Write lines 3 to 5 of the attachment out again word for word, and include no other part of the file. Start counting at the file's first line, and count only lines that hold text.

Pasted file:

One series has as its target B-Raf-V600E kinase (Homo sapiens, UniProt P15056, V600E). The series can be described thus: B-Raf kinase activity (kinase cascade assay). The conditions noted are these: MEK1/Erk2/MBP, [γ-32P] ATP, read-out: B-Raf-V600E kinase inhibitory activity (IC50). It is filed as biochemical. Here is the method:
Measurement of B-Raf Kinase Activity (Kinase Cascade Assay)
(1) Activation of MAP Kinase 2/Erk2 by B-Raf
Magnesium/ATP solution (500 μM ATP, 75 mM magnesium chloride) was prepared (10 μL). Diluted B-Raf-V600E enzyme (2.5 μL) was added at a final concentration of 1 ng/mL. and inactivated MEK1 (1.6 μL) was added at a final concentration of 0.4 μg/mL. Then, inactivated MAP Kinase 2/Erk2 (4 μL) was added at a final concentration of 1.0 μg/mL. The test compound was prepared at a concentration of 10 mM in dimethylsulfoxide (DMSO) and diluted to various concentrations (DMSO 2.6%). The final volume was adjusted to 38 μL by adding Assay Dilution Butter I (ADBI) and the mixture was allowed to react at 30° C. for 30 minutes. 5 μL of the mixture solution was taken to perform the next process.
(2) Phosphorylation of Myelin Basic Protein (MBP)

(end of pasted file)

(1) Activation of MAP Kinase 2/Erk2 by B-Raf
Magnesium/ATP solution (500 μM ATP, 75 mM magnesium chloride) was prepared (10 μL). Diluted B-Raf-V600E enzyme (2.5 μL) was added at a final concentration of 1 ng/mL. and inactivated MEK1 (1.6 μL) was added at a final concentration of 0.4 μg/mL. Then, inactivated MAP Kinase 2/Erk2 (4 μL) was added at a final concentration of 1.0 μg/mL. The test compound was prepared at a concentration of 10 mM in dimethylsulfoxide (DMSO) and diluted to various concentrations (DMSO 2.6%). The final volume was adjusted to 38 μL by adding Assay Dilution Butter I (ADBI) and the mixture was allowed to react at 30° C. for 30 minutes. 5 μL of the mixture solution was taken to perform the next process.
(2) Phosphorylation of Myelin Basic Protein (MBP)